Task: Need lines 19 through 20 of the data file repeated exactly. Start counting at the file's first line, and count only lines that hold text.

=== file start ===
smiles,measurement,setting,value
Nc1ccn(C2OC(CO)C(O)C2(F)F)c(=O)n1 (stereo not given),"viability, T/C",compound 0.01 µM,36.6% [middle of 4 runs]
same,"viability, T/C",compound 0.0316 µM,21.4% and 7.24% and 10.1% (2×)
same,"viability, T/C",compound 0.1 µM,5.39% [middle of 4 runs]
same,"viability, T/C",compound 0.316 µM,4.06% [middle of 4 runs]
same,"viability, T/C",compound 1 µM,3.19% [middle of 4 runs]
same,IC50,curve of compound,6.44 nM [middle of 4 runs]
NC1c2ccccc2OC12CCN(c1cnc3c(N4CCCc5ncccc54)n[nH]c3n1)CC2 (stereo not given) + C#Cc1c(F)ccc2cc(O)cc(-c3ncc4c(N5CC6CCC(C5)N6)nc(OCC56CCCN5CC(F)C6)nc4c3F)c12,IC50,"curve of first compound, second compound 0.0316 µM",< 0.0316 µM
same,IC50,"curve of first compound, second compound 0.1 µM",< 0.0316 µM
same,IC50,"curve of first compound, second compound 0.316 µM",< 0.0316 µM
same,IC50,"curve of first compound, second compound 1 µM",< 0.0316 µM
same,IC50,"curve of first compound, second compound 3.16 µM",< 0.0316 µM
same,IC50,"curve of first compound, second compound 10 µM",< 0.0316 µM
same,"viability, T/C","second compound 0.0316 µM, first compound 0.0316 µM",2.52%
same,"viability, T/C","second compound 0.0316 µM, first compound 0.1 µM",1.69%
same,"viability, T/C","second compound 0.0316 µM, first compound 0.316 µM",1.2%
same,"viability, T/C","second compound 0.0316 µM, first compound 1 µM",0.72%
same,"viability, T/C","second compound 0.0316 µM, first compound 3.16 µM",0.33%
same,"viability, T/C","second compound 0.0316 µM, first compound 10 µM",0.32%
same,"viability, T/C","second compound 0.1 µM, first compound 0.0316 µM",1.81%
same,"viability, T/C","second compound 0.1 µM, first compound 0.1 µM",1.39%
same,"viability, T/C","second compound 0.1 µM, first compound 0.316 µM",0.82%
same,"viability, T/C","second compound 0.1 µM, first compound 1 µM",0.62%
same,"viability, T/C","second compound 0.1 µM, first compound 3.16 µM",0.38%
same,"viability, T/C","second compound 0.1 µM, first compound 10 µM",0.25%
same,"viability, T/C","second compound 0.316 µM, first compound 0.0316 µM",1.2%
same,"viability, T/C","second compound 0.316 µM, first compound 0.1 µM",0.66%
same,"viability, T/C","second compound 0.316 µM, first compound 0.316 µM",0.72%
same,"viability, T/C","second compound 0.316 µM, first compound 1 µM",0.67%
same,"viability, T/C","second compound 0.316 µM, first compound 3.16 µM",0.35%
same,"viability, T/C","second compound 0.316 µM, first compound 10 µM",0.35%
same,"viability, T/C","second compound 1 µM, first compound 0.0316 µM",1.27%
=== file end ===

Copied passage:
same,"viability, T/C","second compound 0.0316 µM, first compound 10 µM",0.32%
same,"viability, T/C","second compound 0.1 µM, first compound 0.0316 µM",1.81%